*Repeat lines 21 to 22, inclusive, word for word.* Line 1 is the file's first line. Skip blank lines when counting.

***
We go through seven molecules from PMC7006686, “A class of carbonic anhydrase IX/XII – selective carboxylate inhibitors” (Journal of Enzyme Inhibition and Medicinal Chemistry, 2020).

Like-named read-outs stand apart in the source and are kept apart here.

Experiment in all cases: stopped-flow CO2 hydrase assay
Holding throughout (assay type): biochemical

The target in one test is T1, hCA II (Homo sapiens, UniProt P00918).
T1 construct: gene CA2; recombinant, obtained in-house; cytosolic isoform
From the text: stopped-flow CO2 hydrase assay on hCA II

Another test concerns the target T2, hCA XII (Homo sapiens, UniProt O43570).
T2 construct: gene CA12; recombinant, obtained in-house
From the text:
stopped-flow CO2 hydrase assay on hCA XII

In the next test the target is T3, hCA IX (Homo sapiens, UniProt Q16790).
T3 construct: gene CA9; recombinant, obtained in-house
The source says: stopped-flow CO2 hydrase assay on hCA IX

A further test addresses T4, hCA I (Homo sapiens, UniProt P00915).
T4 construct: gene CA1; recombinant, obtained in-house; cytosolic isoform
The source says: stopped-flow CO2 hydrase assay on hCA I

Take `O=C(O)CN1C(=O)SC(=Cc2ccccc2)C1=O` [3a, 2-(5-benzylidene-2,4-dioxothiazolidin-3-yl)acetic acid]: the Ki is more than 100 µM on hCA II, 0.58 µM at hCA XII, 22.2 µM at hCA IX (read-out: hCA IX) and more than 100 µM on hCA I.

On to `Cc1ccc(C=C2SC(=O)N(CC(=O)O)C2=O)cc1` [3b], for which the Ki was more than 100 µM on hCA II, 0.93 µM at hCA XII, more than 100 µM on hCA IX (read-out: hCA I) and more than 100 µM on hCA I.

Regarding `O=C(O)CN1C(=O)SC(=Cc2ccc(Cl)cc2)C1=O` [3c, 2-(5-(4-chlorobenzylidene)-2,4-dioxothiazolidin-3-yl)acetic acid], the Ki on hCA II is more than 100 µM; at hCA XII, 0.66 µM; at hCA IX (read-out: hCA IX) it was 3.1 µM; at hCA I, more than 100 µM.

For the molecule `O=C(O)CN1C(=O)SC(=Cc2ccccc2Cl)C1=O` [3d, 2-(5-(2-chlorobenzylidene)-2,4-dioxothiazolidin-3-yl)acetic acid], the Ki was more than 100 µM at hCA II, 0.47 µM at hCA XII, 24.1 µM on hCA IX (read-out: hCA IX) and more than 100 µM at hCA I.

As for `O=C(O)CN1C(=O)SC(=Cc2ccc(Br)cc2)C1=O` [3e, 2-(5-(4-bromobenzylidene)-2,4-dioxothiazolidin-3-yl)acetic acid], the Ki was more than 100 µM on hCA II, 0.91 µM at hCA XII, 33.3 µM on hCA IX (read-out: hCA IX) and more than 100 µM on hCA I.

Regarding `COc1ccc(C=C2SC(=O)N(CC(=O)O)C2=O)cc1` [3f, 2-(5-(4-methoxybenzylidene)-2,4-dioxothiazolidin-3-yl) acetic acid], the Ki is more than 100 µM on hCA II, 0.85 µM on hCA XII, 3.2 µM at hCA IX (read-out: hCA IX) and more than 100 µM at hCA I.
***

For the molecule `O=C(O)CN1C(=O)SC(=Cc2ccccc2Cl)C1=O` [3d, 2-(5-(2-chlorobenzylidene)-2,4-dioxothiazolidin-3-yl)acetic acid], the Ki was more than 100 µM at hCA II, 0.47 µM at hCA XII, 24.1 µM on hCA IX (read-out: hCA IX) and more than 100 µM at hCA I.

As for `O=C(O)CN1C(=O)SC(=Cc2ccc(Br)cc2)C1=O` [3e, 2-(5-(4-bromobenzylidene)-2,4-dioxothiazolidin-3-yl)acetic acid], the Ki was more than 100 µM on hCA II, 0.91 µM at hCA XII, 33.3 µM on hCA IX (read-out: hCA IX) and more than 100 µM on hCA I.